Professor Rob Moodie, who’s been in the headlines recently thanks to his role as chair of the Melbourne Storm, was wearing another hat when he delivered the Sax Oration in Canberra on Wednesday night.
Public health policy consultant Margo Saunders were there and has filed this report:
“With shades of ‘Don’t mention the war!’, the great and the good of the ACT’s public health community were not going to mention the Melbourne Storm on Wednesday evening when they settled in to hear Professor Rob Moodie deliver this year’s Sax Oration, hosted annually by the ACT Branch of the Public Health Association.
But they need not have worried, as a jovial Moodie did the mentioning himself.
Speaking just 24 hours after the release of the Government’s response to the National Preventative Health Taskforce’s final report and only weeks after claims of salary cap rorting by the Melbourne football team, Moodie — who Chairs both organisations — made it clear which was the more difficult experience.
Running the Taskforce had its challenges, he said. These included synthesising vast amounts of information on still-developing issues into coherent reports (with credit duly given to the exceptional skills of the report-writers); trying to control 9 members all wanting to rush off in different directions (with credit duly given to their passion and commitment, especially to Deputy Chair Mike Daube, whom Moodie alleges ‘never sleeps’); and being called ‘health zealots’ by those from whom he expected support (names will be omitted to protect the not-so-innocent).
But all of this was easy, he said, compared to what he has been going through with the Melbourne Storm.
With that out of the way, Moodie got down to what we were all most interested in: his thoughts on, ‘Turning the rhetoric of prevention into reality’, which included his spin on the Government’s response to the Taskforce’s recommendations. The spin was mostly positive, in a hopeful sort of way.
But if the question was, ‘Are we there yet?’, the answer was ‘no’ – but with the understanding that it was always about a staged arrival rather than an immediate one.
Moodie gave us a quick overview of key public health issues – tobacco, alcohol, obesity, as well as road safety – to illustrate how behavioural changes have corresponded to health initiatives. (Perhaps sadly for an ACT audience, the chart showed the advent of ‘smoke-free dining’ at about 2001-02, with no mention of the ACT’s landmark smoke-free public places legislation which started the ball rolling when it took effect half a decade earlier.)
Moodie then explained that the Taskforce’s 136 sub-recommendations and 35 key action areas were deliberately presented as ‘staged’ initiatives that could be implemented over the coming decade, rather than in ‘take it or leave it’ terms.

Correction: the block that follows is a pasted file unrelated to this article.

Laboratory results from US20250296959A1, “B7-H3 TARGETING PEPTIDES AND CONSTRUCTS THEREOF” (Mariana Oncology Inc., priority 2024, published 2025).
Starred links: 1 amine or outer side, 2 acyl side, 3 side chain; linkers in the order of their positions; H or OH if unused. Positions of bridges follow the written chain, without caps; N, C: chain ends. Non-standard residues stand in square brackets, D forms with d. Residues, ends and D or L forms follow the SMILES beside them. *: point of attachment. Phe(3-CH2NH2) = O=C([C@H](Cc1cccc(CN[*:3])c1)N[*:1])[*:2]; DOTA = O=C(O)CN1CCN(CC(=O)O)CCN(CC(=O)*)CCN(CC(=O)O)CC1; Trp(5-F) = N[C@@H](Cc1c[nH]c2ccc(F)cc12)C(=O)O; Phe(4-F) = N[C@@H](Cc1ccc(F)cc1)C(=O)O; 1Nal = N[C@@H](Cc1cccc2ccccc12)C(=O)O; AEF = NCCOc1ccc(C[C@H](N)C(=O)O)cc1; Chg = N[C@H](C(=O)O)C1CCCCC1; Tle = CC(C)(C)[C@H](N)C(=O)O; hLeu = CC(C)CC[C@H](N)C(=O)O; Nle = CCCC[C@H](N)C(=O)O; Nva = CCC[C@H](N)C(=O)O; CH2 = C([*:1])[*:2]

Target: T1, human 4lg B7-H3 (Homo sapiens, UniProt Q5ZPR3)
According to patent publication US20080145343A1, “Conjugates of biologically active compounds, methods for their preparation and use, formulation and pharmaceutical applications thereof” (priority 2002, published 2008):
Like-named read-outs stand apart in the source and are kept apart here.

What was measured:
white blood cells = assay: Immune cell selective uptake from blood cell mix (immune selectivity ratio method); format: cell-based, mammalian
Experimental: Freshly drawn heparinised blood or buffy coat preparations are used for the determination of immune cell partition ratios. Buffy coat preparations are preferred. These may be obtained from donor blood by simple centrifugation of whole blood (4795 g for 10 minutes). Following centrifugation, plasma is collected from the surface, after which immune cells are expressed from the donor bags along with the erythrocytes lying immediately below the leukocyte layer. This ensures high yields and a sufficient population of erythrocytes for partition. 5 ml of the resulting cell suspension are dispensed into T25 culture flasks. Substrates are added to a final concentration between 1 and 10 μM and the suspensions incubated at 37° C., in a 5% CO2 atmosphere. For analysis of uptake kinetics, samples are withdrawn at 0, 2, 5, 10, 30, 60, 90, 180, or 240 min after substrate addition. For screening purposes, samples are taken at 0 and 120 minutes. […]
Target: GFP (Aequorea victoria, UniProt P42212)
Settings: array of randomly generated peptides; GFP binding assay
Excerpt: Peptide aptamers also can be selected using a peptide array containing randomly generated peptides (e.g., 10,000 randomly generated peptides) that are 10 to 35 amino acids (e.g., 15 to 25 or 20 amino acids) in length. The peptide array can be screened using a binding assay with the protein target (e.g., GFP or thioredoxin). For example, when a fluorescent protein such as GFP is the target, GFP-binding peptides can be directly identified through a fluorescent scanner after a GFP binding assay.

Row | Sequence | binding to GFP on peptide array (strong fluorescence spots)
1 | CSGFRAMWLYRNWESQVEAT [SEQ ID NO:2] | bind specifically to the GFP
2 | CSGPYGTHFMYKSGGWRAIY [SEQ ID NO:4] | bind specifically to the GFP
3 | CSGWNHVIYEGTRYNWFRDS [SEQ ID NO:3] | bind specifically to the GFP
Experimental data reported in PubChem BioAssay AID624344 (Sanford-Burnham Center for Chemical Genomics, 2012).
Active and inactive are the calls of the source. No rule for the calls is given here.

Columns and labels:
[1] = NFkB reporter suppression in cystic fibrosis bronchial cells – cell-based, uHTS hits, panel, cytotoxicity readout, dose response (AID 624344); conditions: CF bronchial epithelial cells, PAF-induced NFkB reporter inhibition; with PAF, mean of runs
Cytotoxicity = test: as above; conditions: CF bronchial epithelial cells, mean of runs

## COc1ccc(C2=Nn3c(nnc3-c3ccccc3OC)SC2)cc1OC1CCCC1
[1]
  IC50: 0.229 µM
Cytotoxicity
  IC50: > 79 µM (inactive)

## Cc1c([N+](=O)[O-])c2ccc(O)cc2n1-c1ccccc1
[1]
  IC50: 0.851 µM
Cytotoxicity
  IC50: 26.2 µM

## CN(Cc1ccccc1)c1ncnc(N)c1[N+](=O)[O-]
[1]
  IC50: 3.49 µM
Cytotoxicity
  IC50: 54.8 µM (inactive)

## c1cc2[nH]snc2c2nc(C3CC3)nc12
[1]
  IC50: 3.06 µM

He noted that the Government rejected only 4 recommendations; indicated that 15 were matters for State and Territory Governments; and flagged the others as appropriate for either immediate action or for further development by the still non-existent Australian National Preventive Health Agency (for which, Moodie stressed, an independent and cross-sectoral advisory council would be essential).
Moodie welcomed specific initiatives, including initiatives on obesity, tobacco and alcohol; funding for the Australian Health Survey and for a national men’s longitudinal health survey, previously announced as part of the National Male Health Policy; and funding for more nurses in general practice, which he believes will help change the culture in favour of more health promotion.
He also pointed out where the Government’s response fell short, including the failure to act on ‘moral imperatives’ such as establishing a minimum floor price for alcohol.
He wants to see much more done to acknowledge and address the economic drivers of obesity, and a solid approach to discovering ‘what works’ at the community level. He believes that workplaces, with interest from health insurers and other sectors, are ‘the new frontier’ for health promotion and disease prevention.
Moodie’s to-do list also includes food labeling; effective social marketing (‘needs the best research and the best minds’); reform of alcohol taxation; continual improvement of jurisdictional liquor control regulations; removal of alcohol from National Competition Policy; and the systematic phasing out of the marketing of energy-dense, nutrient-poor foods and beverages.
While he echoed the sentiments expressed by Taskforce Deputy Chair Mike Daube in claiming that the Government has not closed the door on some of the tough measures proposed in the Taskforce Report, Moodie was clearly disappointed in the response to a number of recommendations, including the Government’s argument that it was not willing to consider reforming alcohol tax in the midst of a ‘wine glut’ – a situation, Moodie pointed out with some amusement, which would seem to support the call for immediate rather than delayed reform.
He also believes that a collaborative relationship with the alcohol industry has its limitations, especially around advertising and promotion.
And the public health challenge about which Moodie is least confident? Reducing, or even stabilising, obesity.”
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